I often write about how different each mother grieves on the journey after the loss of a child. A few months ago I had been sitting with one of my oldest friends and we were discussing the loss of our daughters. Amanda, Mandy to me, lost her child when she was less than a year old in a freak auto accident. This was years ago, in linear time, but just like yesterday for her. While we were talking about different aspects of child loss visiting our child’s final resting place came up. She shared her truth with me and she has courageously agreed to share it with you, today.
I hope you, the reader, can take in her words without any judgement. Being open and willing to share some of the deeper aspects of our grief is very difficult and leaves us vulnerable. I am not anticipating any negative remarks from anyone I know . . . but if I read any, I will deal with it immediately.
I am sharing her writing today because it is Memorial Day. A day set aside for remembering those who died in active military duty, it’s become one in which we remember all of our loved ones who have passed. This is evident by the flowers, flags, and visitors who can be seen in nearly every cemetery. What follows is Amanda’s story about visiting her daughter’s, Megan Leah, grave.
This journey is tough. It’s not for sissies. The truths we have to confront along our way often brings us to our knees. I know, from experience, outsiders can not understand this. I was an outsider when my friend lost her precious baby daughter. I didn’t say the right things. I wondered if she was ever going to get “back to normal”. I have apologized.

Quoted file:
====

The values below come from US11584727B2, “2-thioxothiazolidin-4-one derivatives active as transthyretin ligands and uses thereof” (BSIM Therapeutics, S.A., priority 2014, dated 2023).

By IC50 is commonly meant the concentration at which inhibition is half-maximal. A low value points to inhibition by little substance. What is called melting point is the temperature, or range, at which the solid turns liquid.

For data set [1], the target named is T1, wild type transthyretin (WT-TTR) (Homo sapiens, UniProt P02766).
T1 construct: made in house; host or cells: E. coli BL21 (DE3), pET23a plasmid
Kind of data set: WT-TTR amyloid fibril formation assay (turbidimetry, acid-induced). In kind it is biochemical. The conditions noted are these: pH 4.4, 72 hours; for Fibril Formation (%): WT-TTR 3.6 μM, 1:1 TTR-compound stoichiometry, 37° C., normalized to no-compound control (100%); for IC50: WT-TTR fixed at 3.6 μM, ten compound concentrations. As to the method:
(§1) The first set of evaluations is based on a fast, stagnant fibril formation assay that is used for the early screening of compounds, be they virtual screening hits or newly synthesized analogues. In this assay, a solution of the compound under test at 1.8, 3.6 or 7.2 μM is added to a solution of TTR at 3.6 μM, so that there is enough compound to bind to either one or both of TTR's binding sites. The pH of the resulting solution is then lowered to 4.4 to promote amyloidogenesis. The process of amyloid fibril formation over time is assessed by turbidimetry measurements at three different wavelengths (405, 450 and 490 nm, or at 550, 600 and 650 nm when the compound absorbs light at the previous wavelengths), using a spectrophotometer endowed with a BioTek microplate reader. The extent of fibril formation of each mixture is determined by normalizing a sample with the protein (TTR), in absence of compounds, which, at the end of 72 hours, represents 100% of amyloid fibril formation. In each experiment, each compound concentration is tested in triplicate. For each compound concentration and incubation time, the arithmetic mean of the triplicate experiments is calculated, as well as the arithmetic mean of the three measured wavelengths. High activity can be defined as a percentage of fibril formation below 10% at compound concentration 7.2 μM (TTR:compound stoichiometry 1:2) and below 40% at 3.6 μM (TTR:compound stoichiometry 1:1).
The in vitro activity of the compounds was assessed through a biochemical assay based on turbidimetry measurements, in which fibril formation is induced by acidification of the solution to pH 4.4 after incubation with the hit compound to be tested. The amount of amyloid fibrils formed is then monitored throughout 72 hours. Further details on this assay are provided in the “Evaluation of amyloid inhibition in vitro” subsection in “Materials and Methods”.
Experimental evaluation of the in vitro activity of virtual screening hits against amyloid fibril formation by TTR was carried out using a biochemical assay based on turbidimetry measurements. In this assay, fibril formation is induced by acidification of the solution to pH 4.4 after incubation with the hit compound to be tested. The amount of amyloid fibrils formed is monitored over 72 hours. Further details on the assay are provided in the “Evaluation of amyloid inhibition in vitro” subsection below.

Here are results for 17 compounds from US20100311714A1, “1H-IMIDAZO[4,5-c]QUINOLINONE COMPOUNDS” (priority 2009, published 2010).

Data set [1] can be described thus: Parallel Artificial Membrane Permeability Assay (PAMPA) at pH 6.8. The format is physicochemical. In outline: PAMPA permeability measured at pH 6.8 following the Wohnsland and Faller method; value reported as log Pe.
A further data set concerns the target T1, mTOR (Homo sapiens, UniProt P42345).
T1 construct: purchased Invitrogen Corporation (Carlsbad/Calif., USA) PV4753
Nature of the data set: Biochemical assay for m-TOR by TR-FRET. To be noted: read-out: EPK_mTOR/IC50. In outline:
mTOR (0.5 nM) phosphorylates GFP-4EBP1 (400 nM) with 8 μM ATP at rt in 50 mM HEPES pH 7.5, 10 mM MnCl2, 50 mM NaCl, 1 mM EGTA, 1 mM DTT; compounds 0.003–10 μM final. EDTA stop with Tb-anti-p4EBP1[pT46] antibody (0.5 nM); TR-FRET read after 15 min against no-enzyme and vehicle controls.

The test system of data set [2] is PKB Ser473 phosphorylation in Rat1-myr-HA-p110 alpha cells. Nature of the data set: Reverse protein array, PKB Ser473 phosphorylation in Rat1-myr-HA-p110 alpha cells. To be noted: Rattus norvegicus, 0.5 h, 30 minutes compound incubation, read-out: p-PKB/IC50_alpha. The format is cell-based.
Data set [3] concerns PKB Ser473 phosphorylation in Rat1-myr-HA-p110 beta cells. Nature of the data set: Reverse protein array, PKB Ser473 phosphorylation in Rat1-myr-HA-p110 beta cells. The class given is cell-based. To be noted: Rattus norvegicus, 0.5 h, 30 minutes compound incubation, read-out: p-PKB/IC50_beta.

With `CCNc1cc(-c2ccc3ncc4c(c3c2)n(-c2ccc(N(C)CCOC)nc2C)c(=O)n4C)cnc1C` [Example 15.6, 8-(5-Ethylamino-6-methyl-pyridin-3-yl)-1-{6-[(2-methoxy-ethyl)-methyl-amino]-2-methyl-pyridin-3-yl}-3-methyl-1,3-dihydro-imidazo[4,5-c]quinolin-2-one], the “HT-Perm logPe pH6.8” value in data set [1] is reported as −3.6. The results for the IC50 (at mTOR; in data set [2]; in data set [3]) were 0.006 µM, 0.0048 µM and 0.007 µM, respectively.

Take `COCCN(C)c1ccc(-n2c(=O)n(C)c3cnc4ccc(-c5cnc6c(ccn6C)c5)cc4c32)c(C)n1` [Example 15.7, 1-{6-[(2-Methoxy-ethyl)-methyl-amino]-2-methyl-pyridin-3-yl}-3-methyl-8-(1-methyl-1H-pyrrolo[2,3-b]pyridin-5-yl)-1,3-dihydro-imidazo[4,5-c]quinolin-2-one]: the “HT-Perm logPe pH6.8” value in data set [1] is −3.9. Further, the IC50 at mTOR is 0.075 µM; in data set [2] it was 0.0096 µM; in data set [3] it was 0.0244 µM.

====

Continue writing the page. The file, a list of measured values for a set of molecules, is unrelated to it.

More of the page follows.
I am eleven years into living without my daughter and I am exhausted. Amanda is over thirty years in and still finds a reason to laugh, to love, and has the strength to share a tiny part of a journey that spans decades.
Thank you, Mandy. For your wisdom, bravery, and laughter.
The following is a piece of Amanda’s writing about visiting her child, Megan Leah:
Ok, here we go. With the Memorial Day holiday around the corner I find myself thinking about how many people go to the cemetery to pay respect to they’re loved ones and lay flowers down. I won’t be one of those people.
When my six month baby girl Megan Leah was killed in a car accident back in 1985 I found myself thinking about the one thing that us grieving mommy’s won’t say out loud let alone say it to someone else. My child is 6 feet underground decomposing.
The physiological changes our precious children will go through. It’s not something I want to think about but, if you’re completely honest with yourself you do think about it. How can you not?
For a few years I did go to the cemetery to lay flowers at her grave and sat down to talk to her. Then after awhile my thought “went there”. I refused to go NO MORE! My sweet, chubby baby girl was down there withering away bit by bit and I couldn’t deal.
In my faith I know Megan isn’t really there at the cemetery. She is in my heart and soul. I will always have her all around me. Some people along the way have asked when was the last time you were at the cemetery? I tell them years. They look at me like I’ve lost my mind. They’re right I have lost my mind! My baby was viciously taken away from me and I don’t want to go to the cemetery and have that vision of her decomposing in the ground that I’m looking down at.
So, whether or not you go to the cemetery to honor your child is your choice and I won’t judge you for it. But, I’ve already made mine.